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I've checked in the initial version of the "violin solo 2" instrument: https://github.com/peastman/sso.  Comments and suggestions will be very welcome!  Here's what I've done with it.
  • Lots of general QC: removed bad samples, fixed pitches, removed silence at the beginnings of samples, made the volumes more consistent.
  • I created marcato articulations by combining the arco and spiccato samples.  You can use the mod wheel to control the strength of the attack.
  • Instead of having two different pizzicato articulations, I combined them in round robin.  There's barely any difference between the vibrato and non-vibrato versions, so this seemed like a better use of the samples.
  • I added a keyswitched version.
Samulis, you can find the samples I was talking about in the "Samples/Violin 2" folder.  If you're on a slow network, you can download individual samples from https://github.com/peastman/sso/tree/mas...Violin%202.
I gave a look-through of the Violin 2 samples. It seems that the noise is just bow noise and not actual background noise. This is the result of recording at a medium/close distance (rather than farther out as one might be used to with orchestral samples in a concert hall), and the same sort of thing is audible in VSCO 2. It can be removed, but it is quite characteristic to a violin mic'd at this distance.

I did notice a little bit of broad spectrum noise in the pizzicato samples and after a few of the releases (sounded a bit like someone fed it through a denoiser at some point and it left some "undigested crumbs"), a little pitchy stuff in the upper register overall (just pass it through a tuner and it'll be alright), and one of the tremolo samples sounded like it might have had a car in the background, but other than that, these are some fantastic samples for sure- very consistent. If you want, I can see if I can go through this early next week; I have a big project this weekend. Smile
Thanks, that would be great!  For samples with obvious clicks, thumps, squeaks, and the like, I mostly just skipped them and used one of the adjacent samples instead.  I still kept all the wav files in, but they aren't used by the instruments.
(03-31-2018, 02:49 AM)Samulis Wrote: [ -> ]It can be removed, but it is quite characteristic to a violin mic'd at this distance.

Yes, I would suggest leaving it in. Personally I would much rather use an instrument with natural noise included than one that has major parts of its frequency content missing from noise removal.
Another vote for "no noise reduction". For the reason Mattias stated. If the user deems this noise unacceptable, they may use a lowpass or even a de-esser or de-noiser of some kind in their DAW. I did hear the noise, but it became pretty unnoticeable after setting the instrument up with some (properly high-and lowpassed) reverb and EQ.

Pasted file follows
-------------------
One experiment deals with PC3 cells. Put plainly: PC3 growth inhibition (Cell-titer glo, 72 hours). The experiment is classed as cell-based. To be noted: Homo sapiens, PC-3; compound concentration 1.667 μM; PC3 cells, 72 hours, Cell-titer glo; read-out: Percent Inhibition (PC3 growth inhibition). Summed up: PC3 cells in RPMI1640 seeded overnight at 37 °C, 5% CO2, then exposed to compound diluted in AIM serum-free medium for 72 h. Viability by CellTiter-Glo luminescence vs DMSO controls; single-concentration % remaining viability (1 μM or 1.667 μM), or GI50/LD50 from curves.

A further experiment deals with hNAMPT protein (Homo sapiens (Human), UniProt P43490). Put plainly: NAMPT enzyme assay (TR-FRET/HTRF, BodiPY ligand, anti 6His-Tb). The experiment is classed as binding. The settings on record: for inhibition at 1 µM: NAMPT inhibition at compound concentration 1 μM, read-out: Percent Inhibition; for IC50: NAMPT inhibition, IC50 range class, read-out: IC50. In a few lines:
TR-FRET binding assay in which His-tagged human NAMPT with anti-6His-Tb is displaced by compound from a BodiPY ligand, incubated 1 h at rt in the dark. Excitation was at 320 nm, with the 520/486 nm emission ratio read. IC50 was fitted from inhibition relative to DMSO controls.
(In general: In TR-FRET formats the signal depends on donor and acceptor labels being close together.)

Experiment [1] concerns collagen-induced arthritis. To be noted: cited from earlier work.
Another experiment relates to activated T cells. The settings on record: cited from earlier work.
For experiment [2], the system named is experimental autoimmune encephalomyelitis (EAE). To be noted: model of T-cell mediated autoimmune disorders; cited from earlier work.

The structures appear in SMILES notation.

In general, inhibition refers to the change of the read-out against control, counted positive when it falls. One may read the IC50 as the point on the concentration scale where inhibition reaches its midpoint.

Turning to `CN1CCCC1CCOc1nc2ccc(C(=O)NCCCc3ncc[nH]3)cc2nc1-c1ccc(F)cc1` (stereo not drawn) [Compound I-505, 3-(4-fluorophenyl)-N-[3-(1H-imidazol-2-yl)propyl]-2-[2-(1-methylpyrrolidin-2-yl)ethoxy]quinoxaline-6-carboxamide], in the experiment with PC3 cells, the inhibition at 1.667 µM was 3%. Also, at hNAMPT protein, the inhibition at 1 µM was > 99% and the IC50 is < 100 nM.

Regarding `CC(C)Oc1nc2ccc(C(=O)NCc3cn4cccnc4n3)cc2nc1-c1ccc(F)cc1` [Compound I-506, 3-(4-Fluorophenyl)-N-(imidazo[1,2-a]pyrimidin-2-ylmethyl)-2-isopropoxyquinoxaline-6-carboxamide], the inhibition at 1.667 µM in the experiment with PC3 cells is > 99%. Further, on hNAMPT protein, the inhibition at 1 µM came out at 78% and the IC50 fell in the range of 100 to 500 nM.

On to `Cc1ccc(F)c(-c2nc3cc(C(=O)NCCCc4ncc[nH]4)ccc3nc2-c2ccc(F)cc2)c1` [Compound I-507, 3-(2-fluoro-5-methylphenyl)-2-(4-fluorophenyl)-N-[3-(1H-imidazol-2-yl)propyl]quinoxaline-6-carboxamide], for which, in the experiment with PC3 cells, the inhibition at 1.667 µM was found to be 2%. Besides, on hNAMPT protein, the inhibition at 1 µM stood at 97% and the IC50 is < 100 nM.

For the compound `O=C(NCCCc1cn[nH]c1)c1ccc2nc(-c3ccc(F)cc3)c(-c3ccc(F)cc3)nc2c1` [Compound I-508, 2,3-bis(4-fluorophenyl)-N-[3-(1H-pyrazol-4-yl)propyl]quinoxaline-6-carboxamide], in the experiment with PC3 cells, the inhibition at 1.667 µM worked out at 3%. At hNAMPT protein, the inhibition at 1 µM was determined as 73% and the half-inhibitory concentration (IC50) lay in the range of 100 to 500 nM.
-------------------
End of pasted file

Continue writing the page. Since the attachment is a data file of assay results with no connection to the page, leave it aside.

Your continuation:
peastman: I listened to your violin 2 and it sounds good to me. I'm not 100% sure about combining the pizzicati, but I can't see it being a problem either.

It is a lot of sfz files though. What do you think about using keyswitched versions exclusively? I know I don't want to have 5 solo violin tracks in my DAW for different articulations, for performance reasons alone (sforzando, reacontrolmidi and an eq on each of them does add up). So I'm likely to go all keyswitched. I wonder if there's an advantage to keeping the non-keyswitched versions, except backwards compatibility?
It sounds like the consensus is for no noise removal.  So it shall be!

The choice between keyswitches and separate files depends on the software you use and your workflow.  I use the separate files in MuseScore, but the keyswitch files in Logic Pro.  Because of the way the programs work, different approaches end up being better in them.  I think Mattias has also said he uses a separate track for each articulation?

I've been going through the other files, and I really like the alternate solo flutes.  Mattias, do you remember where the samples came from?  I notice the staccato articulations only have two octaves, while all the others have three.  Are all of these actual recordings, or were the trills generated synthetically?
I noticed something odd in the flute instruments.  I suspect it was just a mistake, but I want to make sure before I "correct" something that was actually done for a good reason!  They're sampled in minor thirds, so each sample is used for three notes.  But they aren't the three I would have expected.  I would expect each sample to be used for the three notes surrounding it, so the C# sample would be used for C, C#, and D, and then the E sample for D#, E, and F.  But instead, the C# sample is used for B, C, and C#, and then the E sample for D, D#, and E.  So it often is shifting a sample down by a whole step.

Was that intentional or just a mistake?
That doesn't sound right to me.
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